Long distance relationships in this day in age are unique from any other time period. This is because now than ever before couples have multiple ways to communicate and keep in touch. Margery Wang, a recent doctoral graduate from The Wright Institute explains in a podcast of “Insight with Dick Goldberg” that there has been an increasing amount of long distance relationships due to this technology, especially within college populations. She claims this is because many high school gradates are aware of the new technology, and are confident that their relationships would overcome the distance with the technological aid.
This same idea is also addressed in Tenani’s hilarious YouTube video “Long Distance Relationship Survival Guide,” along with some other great advice.
However, there are many different new types of communication that have been developed fairly recently. Which begs the question, what types communication technology do long distance couples prefer?
In the academic article “Satisfaction and the Use of Social Media in Geographically Distant Relationships” written by Rachelle Delva, Alaina Eiman, Engert Makenna, Bridget Naiman, and Orellana Gricel, a survey was taken asking long distance couples about how they communicate. After collecting their data it was found that 31% of participants prefered utilizing face-to-face technology. Many participants made comments such as, “I would advise Skype and Facetime. If anything it is better to see them than to just hear your voice” or “There is nothing better than hearing the voice and seeing the face of that special someone you can’t physically be with.” Deborah Chambers who wrote, “Social Media And Personal Relationships. [Electronic Resource] : Online Intimacies And Networked Friendship” explains that many partners in long distance relationships prefer these types of communication because, “voice communication such as telephone, Skype and SMS signify intimacy.” It is also likely that couples prefer this type of communication because they are able to communicate through various channels of communication.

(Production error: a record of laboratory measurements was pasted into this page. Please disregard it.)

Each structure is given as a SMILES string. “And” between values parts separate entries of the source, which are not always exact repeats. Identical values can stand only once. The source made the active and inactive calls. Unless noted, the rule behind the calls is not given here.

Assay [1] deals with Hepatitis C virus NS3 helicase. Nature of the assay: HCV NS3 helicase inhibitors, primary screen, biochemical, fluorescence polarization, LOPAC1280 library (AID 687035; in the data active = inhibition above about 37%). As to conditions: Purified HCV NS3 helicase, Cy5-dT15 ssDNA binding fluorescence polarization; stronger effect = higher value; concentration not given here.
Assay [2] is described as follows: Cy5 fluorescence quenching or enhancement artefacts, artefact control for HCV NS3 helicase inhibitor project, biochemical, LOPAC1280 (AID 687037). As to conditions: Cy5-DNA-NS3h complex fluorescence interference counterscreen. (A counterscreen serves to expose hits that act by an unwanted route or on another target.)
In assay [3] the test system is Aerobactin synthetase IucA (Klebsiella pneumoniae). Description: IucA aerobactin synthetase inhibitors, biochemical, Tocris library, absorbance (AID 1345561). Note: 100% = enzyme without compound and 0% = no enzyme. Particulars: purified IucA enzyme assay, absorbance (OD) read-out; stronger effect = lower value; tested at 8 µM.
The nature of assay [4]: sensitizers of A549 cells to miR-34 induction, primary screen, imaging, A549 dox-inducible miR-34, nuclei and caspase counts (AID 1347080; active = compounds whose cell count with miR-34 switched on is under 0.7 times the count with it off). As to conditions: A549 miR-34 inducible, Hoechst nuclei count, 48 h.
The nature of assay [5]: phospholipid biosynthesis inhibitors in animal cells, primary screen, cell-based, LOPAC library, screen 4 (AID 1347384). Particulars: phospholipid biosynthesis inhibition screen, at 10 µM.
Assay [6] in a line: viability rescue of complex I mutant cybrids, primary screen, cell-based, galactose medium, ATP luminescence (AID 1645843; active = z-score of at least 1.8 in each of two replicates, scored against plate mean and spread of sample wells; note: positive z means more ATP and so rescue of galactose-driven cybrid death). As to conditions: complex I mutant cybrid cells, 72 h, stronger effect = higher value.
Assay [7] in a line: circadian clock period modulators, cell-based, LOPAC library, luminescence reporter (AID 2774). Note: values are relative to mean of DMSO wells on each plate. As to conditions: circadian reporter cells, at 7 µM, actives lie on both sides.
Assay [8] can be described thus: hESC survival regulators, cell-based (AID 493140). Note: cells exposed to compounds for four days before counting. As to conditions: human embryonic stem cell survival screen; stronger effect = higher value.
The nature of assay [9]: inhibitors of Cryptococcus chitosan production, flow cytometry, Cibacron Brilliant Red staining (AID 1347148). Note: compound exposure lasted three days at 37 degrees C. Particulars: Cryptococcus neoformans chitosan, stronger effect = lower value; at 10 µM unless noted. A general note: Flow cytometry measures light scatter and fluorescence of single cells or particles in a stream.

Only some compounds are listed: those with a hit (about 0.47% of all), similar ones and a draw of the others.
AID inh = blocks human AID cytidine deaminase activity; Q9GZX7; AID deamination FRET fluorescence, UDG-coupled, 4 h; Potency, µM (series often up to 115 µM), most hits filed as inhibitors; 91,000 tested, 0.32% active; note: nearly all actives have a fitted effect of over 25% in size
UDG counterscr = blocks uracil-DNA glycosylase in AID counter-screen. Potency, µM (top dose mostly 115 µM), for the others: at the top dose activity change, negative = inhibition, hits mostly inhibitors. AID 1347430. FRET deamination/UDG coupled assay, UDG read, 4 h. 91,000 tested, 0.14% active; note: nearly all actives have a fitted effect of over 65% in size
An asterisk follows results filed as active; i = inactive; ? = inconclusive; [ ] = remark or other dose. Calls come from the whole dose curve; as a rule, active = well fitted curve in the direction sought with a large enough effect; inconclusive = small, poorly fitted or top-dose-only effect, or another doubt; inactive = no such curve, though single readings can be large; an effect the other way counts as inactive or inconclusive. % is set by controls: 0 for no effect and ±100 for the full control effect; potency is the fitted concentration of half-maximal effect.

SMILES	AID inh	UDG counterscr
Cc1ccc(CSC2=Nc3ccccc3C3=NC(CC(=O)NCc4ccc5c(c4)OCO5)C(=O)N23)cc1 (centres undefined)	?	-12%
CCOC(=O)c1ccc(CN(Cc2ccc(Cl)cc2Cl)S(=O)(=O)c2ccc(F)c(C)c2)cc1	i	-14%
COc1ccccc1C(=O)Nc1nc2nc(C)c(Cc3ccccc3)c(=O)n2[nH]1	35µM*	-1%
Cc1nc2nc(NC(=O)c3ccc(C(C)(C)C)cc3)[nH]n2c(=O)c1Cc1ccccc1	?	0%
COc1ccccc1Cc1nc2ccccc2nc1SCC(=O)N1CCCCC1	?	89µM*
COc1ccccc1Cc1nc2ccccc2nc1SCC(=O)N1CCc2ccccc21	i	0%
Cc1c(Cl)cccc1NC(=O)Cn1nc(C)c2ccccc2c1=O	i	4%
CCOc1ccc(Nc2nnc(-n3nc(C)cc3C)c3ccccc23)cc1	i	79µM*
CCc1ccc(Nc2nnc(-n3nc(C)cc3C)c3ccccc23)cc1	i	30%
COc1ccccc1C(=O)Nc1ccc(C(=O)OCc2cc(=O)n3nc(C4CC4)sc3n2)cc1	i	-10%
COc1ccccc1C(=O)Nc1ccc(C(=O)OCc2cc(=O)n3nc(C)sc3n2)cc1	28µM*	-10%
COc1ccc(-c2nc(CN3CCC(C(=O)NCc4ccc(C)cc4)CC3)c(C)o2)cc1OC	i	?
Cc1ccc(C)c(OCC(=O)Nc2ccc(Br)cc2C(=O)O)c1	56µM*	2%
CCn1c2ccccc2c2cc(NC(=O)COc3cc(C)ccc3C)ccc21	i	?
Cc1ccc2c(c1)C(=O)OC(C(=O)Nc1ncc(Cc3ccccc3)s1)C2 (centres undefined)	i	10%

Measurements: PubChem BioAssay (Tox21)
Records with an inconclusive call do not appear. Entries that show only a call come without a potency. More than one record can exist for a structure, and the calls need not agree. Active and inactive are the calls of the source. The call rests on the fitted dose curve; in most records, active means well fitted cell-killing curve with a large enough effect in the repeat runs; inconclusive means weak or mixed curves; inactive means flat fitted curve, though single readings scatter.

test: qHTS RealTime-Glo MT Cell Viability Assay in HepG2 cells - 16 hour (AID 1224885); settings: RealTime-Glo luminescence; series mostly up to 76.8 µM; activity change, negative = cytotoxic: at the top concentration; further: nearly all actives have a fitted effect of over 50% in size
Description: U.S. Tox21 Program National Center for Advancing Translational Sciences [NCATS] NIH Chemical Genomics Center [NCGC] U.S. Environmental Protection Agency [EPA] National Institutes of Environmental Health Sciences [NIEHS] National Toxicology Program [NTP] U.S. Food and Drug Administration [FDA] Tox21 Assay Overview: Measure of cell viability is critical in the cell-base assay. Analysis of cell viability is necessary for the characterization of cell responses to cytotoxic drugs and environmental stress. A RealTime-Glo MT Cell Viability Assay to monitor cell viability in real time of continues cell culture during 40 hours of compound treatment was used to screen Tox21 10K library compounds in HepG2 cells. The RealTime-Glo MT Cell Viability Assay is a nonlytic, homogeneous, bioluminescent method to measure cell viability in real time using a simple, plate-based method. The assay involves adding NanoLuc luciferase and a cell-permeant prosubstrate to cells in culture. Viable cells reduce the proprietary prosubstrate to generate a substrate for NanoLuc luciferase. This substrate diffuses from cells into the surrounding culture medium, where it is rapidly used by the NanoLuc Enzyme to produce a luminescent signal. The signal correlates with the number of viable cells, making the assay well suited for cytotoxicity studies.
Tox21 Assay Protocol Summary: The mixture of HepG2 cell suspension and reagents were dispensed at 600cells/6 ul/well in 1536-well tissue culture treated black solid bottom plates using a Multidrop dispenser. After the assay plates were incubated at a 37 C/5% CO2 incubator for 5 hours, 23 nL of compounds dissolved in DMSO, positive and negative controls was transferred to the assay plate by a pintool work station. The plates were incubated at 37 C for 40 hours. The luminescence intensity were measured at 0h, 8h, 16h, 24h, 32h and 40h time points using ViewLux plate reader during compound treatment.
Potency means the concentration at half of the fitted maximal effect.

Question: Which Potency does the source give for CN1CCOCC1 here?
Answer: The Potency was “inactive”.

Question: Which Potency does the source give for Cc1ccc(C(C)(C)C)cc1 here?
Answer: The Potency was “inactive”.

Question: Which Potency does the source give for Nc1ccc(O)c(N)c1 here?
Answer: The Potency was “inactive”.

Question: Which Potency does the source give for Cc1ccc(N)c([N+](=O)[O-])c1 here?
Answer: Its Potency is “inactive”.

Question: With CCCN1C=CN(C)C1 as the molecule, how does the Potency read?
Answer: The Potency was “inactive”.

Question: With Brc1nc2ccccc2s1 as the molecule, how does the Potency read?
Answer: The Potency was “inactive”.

J. Dan Rothwell in his book “In theCompany of Others” explains “Face-to-face communication is channel rich, it incorporates multiples channels besides words, such as gestures, facial expression, tone of voice, postures, and other nonverbal cues.” Because communication forms such as Skype or FaceTime, have the ability to transfer these channels through a screen, the couples have multiple ways of communicating to one another.This allows the partners to better interpret what the other one is saying and creates a more efficient flow of communication, unlike texting where Rothwell explains, “we are more likely to be abusive, insulting offensive and intemperate in our communication.”
I personally was curious about this hypothesis and wanted to do my own investigating. I interviewed 3 people attending James Madison University who are currently in a long distance relationship. Surprising enough, they 2/3 preferred simply texting than the channel rich Skype or FaceTime. When I asked why, they all mentioned how convenient it was to text back in forth rather than find the time to both of the partners to sit down and use the computer. This was a very small sample group, so I cannot disprove Delva, Eiman, Makenna, Naiman and Gricel research, but it just goes to show how every relationship is different. The simple fact that partners have the choice to choose how they communicate is an impressive advancement of technology on it’s own.
Audio for interviews
By Amanda Bennett